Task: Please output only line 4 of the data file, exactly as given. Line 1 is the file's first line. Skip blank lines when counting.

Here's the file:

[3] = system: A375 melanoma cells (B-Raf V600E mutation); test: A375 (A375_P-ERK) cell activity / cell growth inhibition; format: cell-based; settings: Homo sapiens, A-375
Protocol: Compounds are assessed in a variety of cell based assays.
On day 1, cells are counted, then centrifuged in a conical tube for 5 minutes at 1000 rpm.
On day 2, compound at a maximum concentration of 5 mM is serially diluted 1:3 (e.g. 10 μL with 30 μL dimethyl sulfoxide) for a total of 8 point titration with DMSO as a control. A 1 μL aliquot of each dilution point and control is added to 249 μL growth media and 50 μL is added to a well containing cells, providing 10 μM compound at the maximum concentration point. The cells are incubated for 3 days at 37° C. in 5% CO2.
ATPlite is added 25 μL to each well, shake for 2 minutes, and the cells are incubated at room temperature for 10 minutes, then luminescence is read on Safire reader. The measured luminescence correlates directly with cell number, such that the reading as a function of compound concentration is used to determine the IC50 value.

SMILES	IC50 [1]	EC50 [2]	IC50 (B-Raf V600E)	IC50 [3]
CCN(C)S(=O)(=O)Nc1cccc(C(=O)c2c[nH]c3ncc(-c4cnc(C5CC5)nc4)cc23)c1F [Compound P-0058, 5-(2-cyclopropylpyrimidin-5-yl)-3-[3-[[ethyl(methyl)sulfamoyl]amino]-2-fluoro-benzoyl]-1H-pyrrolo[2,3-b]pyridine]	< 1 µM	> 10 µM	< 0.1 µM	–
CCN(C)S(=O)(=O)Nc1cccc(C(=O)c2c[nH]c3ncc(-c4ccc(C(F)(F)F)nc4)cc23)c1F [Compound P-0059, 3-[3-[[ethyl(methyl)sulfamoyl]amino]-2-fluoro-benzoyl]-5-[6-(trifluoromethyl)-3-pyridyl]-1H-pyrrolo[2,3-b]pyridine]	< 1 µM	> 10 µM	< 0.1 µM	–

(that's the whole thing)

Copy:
On day 2, compound at a maximum concentration of 5 mM is serially diluted 1:3 (e.g. 10 μL with 30 μL dimethyl sulfoxide) for a total of 8 point titration with DMSO as a control. A 1 μL aliquot of each dilution point and control is added to 249 μL growth media and 50 μL is added to a well containing cells, providing 10 μM compound at the maximum concentration point. The cells are incubated for 3 days at 37° C. in 5% CO2.